There’s one type of comment you haven’t seen yet: the linkback, a short, automatically
generated comment that lets you know when somebody is talking about
your post. Figure 8-13 shows what a linkback looks like—but be warned, it’s not
NOTE Linkbacks are comments. They appear in the comment list and need your approval before WordPress
publishes them, just as any other comment does.
The neat thing about linkback comments is that WordPress creates them automatically.
NOTE Linkbacks aren’t a WordPress-only feature. Many web publishing platforms support them, and virtually
all blogs can send linkback notifications and add linkback comments.
The purpose of linkbacks is twofold. First, they show your readers that people are
seeing and discussing your content, which makes it seem more popular and more
relevant. Second, it provides your readers with a link to the post that mentioned
your post. That means readers on your site (say, Canton School) can click a linkback
comment to head to the referring post on the other site (Time for Diane). In an ideal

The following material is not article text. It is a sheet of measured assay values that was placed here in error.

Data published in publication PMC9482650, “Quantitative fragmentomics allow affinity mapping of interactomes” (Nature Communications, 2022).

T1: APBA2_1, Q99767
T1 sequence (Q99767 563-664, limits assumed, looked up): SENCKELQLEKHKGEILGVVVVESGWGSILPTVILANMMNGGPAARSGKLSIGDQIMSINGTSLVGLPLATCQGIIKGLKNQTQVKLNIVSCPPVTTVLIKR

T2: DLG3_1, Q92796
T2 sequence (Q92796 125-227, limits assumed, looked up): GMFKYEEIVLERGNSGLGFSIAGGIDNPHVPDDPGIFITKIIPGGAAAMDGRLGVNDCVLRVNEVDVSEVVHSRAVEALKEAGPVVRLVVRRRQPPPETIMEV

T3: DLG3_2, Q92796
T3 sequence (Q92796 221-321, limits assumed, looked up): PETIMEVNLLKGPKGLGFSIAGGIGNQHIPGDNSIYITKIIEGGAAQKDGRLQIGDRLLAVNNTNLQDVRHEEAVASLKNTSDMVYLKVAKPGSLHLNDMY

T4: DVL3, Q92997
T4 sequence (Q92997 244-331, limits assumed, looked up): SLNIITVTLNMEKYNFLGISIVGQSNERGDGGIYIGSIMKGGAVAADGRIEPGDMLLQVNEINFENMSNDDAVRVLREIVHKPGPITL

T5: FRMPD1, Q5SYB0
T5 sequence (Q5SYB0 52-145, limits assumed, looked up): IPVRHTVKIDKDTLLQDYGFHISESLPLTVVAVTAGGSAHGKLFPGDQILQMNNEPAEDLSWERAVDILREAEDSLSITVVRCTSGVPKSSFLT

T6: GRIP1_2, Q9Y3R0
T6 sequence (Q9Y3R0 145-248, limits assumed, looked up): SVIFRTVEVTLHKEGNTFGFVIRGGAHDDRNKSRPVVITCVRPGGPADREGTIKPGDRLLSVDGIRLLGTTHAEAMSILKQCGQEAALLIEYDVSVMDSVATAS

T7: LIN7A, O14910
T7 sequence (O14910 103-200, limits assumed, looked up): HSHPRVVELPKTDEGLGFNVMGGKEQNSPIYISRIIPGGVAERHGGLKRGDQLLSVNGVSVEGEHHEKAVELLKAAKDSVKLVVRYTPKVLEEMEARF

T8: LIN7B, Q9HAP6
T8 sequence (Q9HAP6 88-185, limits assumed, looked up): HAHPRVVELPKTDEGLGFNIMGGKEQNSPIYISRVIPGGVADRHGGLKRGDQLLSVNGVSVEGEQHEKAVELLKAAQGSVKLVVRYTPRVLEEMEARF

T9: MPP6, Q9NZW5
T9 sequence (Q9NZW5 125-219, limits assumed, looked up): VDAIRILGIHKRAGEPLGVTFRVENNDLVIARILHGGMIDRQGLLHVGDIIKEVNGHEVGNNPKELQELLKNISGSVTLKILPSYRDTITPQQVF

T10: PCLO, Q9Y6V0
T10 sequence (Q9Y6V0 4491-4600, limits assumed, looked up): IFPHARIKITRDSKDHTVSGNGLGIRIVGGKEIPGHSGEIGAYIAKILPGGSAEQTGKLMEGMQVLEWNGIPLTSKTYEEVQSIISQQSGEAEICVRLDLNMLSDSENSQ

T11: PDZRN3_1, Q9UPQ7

world, this is a great way to network with like-minded sites.
In the not-so-distant past, a certain faction of bloggers cared dearly about linkbacks
and saw them as an important community-building tool. Nowadays, popular opinion
has shifted. Here are some reasons why you might not want to allow linkbacks:
• Why risk spam?
• Links are a good way to reward your commenters.
NOTE In short, most people find that linkbacks aren’t worth the trouble. To disable them, choose
Settings→Discussion and remove the checkmark next to the setting “Allow link notifications from other blogs
(pingbacks and trackbacks).” Technically, WordPress supports two linkback mechanisms: pingbacks and trackbacks.
The technical details about how pingbacks and trackbacks send their messages aren’t terribly interesting. The
important thing is that if you allow linkbacks (and, unless you change the factory settings, your site does), you
may start getting comments.
Optionally, you can clear the checkmark next to the setting “Attempt to notify any
blogs linked to from the article.” When this setting is on and you write a post that
links to another post on someone else’s site, WordPress automatically sends a notification
to that site, and its administrator can choose whether to display the linkback.
NOTE Oddly enough, if you have the “Attempt to notify any blogs linked to from the article” setting switched
on, WordPress notifies even your own site if you create a post that includes a link to one of your other posts. It
creates a linkback comment in the initial post that points to the referring post, just as though the posts were on
two different sites. (Of course, you’re free to delete this comment if it bothers you.)